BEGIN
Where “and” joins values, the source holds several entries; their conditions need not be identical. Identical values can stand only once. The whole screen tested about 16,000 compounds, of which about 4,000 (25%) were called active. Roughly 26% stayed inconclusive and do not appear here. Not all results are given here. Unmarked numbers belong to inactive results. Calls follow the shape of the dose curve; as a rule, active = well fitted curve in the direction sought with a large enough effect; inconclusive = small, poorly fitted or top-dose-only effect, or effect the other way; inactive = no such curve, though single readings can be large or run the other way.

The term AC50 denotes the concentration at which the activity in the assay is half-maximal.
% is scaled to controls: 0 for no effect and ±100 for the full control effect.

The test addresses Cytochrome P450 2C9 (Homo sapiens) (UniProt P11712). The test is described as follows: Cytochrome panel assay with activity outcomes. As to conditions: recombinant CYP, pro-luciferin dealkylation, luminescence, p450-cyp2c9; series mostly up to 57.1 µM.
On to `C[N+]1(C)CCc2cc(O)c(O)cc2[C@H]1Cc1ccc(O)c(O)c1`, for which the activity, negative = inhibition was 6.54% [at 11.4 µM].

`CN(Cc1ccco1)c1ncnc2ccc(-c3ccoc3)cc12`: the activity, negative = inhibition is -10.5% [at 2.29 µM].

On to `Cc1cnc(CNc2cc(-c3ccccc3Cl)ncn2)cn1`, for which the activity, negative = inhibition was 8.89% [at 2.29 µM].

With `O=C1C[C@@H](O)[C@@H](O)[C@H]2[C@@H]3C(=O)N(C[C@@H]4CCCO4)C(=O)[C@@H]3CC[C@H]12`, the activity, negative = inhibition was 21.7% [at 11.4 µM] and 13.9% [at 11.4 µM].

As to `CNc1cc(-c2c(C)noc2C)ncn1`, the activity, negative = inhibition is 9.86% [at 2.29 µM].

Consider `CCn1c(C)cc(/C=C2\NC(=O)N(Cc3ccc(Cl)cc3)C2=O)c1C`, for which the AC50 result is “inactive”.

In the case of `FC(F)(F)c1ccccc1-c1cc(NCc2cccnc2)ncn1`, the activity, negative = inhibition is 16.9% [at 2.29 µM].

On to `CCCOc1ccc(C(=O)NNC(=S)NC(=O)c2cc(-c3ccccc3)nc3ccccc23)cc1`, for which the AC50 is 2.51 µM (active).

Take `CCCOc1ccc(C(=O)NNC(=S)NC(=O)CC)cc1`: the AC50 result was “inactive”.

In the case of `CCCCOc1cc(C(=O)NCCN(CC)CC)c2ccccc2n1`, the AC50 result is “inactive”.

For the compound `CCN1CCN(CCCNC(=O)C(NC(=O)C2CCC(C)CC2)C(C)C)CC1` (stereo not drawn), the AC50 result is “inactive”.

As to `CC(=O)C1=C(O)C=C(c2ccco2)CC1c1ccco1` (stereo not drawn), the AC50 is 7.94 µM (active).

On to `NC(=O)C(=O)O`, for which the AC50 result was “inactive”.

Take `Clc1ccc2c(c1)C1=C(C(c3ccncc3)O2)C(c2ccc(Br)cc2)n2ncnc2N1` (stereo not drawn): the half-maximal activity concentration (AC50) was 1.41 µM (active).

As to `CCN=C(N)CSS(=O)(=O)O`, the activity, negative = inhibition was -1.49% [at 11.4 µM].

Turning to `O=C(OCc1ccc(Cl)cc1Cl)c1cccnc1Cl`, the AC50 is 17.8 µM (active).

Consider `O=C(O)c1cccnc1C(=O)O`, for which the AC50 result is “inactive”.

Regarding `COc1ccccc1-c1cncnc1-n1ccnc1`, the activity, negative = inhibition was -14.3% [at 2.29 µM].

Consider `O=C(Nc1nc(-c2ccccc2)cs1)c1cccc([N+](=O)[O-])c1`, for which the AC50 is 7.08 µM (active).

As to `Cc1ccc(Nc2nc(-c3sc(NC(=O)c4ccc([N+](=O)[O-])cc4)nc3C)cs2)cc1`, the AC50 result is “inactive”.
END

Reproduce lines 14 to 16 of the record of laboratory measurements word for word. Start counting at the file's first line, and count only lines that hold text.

In the case of `CCCCOc1cc(C(=O)NCCN(CC)CC)c2ccccc2n1`, the AC50 result is “inactive”.

For the compound `CCN1CCN(CCCNC(=O)C(NC(=O)C2CCC(C)CC2)C(C)C)CC1` (stereo not drawn), the AC50 result is “inactive”.

As to `CC(=O)C1=C(O)C=C(c2ccco2)CC1c1ccco1` (stereo not drawn), the AC50 is 7.94 µM (active).